War of 1812: A trick on the British (1864)

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A trick of war

A correspondent of the of the New York Dispatch says that during the War of 1812 he accidentally got possession of some of the signals of the British Navy, which he put into the hands of Commodore Rodgers; and he thus concludes the article:

Soon after the conclusion of peace, while dining with Commodore Rodgers, at his house in Washington, he related to me the following circumstances, which I give nearly in his own words:

“I acknowledged the receipt of your letter,” he observed, “and was determined to have the signal made on board, and to try the experiment, none of my officers understanding for what purpose they were intended. I cruised some time without meeting an enemy, until one afternoon we fell in with a schooner, some six or eight miles to windward of us. We hoisted the British ensign, which was answered by displaying another, and at the same time a signal at her maintop gallant masthead, which I immediately discovered was like one of those you had given me. From the list of English frigate, I selected the number of the Sea Horse, one of their largest class, and known to be on our coast, and hoisted it. She bore down at once and came under our stern; I ordered her to heave to, and I would send a boat on board of her.

“This order was obeyed, and I dispatched a lieutenant to bring her signal book, enjoining on him and the crew the strictest secrecy respecting our character. He was politely received by the captain, whose schooner proved to be the Highflyer. Our lieutenant’s coat attracted his attention, not being of the latest London fashion, although the crown and anchor were on the button; but casting his eye on the frigate, seeing the British ensign, and now and then the red coat of a marine appearing above the hammock netting, his mind was apparently set at rest.

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“The lieutenant informed him that he was requested to bring his signal book on board the Sea Horse, in order to have some alterations made, as there was a rumor that the Yankees had possession of something like the signals, and it was therefore necessary to change the number! This ruse had the desired effect, and out lieutenant returned with the book, which placed me in command of the whole correspondence of the British Navy. I sent the gig for the captain, requesting him to come on board, and bring any dispatches he might have in charge.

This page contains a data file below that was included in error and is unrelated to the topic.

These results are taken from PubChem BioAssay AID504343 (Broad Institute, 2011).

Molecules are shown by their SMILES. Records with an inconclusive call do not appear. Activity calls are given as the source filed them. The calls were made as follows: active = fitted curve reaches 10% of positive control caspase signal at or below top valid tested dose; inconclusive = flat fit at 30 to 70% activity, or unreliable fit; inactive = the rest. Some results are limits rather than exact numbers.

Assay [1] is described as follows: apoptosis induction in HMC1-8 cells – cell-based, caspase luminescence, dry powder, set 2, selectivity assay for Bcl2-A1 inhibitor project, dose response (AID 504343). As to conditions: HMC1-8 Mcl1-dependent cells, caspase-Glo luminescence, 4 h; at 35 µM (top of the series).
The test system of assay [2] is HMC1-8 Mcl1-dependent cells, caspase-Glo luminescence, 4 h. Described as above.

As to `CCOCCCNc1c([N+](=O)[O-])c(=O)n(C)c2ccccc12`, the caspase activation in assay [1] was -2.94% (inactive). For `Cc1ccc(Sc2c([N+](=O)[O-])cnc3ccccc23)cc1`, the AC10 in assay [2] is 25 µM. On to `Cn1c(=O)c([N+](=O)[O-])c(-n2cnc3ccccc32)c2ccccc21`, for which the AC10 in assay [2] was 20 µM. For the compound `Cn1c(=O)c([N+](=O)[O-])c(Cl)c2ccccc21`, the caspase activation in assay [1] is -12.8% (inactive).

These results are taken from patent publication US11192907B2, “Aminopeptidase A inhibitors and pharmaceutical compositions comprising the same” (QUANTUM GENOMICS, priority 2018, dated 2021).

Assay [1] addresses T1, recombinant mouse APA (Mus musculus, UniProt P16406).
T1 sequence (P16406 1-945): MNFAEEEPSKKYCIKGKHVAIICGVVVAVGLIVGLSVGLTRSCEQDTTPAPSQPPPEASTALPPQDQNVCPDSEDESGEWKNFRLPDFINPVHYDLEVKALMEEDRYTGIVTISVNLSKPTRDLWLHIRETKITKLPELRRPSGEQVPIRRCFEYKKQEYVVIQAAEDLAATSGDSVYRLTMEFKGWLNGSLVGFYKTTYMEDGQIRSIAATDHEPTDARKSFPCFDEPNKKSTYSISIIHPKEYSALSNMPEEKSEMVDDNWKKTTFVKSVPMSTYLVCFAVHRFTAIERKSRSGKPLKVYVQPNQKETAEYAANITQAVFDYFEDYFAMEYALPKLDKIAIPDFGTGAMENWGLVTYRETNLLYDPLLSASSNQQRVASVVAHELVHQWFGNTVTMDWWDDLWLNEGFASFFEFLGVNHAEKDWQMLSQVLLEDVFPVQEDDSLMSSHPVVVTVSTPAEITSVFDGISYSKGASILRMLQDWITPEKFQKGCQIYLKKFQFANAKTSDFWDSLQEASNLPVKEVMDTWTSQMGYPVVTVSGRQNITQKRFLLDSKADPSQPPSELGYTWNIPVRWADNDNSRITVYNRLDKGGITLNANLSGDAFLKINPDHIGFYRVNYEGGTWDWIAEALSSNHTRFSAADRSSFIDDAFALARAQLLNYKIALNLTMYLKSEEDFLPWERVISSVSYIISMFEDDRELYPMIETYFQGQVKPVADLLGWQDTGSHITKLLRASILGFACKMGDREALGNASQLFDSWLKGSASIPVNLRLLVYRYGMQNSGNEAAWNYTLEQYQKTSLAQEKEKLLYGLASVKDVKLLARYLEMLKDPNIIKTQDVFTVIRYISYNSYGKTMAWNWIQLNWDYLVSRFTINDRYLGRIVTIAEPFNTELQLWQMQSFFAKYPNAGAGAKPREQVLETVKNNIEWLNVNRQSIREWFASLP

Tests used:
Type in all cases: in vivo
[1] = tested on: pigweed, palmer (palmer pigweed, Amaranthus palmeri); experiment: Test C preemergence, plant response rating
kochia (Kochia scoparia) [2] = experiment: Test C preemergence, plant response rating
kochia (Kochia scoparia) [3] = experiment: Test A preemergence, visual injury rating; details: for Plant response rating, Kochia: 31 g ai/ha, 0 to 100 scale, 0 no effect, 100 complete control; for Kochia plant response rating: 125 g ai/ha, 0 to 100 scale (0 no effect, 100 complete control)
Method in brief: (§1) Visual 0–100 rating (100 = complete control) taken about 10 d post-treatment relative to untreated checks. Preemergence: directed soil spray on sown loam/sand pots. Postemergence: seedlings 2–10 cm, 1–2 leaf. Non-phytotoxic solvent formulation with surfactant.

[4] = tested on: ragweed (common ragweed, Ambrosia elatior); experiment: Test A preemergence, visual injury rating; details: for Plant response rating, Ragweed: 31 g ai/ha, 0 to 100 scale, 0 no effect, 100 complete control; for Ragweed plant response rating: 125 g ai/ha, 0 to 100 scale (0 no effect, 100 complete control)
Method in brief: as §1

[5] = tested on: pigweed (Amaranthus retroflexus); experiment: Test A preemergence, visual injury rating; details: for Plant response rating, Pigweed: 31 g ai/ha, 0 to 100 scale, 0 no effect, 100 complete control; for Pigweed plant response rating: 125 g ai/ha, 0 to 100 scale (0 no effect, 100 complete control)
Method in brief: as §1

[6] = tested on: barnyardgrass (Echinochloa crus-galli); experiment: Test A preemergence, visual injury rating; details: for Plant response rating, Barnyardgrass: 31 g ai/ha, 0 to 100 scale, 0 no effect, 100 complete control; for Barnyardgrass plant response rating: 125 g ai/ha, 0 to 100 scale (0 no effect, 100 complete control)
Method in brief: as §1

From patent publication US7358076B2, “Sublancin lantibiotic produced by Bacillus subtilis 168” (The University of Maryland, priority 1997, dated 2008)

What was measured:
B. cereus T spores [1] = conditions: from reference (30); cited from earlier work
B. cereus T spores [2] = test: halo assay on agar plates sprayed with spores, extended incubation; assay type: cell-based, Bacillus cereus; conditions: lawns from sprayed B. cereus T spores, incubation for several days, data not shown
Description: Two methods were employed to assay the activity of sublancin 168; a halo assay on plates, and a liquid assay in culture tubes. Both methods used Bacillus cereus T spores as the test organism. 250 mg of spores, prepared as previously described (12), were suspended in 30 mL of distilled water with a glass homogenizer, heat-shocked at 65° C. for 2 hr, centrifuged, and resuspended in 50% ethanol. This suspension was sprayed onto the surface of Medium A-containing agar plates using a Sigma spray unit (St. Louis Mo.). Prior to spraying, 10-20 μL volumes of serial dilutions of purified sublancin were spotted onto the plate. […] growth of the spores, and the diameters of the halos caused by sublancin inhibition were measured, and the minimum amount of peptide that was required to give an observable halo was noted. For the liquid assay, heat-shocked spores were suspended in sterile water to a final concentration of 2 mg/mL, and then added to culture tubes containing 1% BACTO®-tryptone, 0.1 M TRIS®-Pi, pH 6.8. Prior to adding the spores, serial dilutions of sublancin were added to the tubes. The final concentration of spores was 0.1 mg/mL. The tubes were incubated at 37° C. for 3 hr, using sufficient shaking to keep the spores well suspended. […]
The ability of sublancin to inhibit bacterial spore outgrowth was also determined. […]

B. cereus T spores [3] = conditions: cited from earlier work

“On reaching our deck he seemed surprised at the size of the vessel, praised her cleanliness, and the order in which everything appeared, admired the red coats of the marines, and on being invited into the cabin, handed me a bundle of dispatches for Admiral Warren, who, he observed, must be within forty miles to leeward. I ordered refreshments, and, in company with several of my officers, we entered into a general conversation.

“I asked him what object Admiral Warren had in cruising in that neighborhood. He said to intercept American privateers and merchantmen, but particularly to catch Commodore Rodgers, who, he understood, had command of one of the largest and fastest sailing frigates in the American Navy. I inquired of him what kind of a man this Rodgers was, and if he had ever seen him. He said no, but he had understood that he was an old character, and rather hard to catch. After conversing with him upon several other subjects, I abruptly put the question to him —

“‘Sir, do you know what vessel you are on board of?’

“‘Why, yes sir,’ he replied, ‘on board of His Majesty’s ship Sea Horse!’

“‘Then, sir, you labor under a very great mistake. You are on board the United States frigate President, and I am Commodore Rodgers, at your service.’

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“The dying dolphin never assumed a greater variety of colors than did this poor fellow’s face.

“‘Sir,’ said he, ‘you are disposed to be humorous, and must be joking.’

“I assured him it was no joke; and to satisfy him on that head, handed him my commission. At the same moment the band struck ‘Yankee Doodle,’ on our quarter-deck, on reaching which he saw the American ensign flying, the red coats turning blue, and the crown and anchor button metamorphosed into the eagle.

“This affair,” observed the Commodore, “was of immense importance to our country. We obtained in full the British signals; the operations of Admiral Warren, by the non-receipt of his dispatches, were destroyed for the season; and it probably saved the frigate, for the course I was running at the time of my falling in with Highflyer, would have brought me into the midst of his fleet during the night.”


Top image: USS President at anchor in heavy swell, by Edward John Russell (1912)

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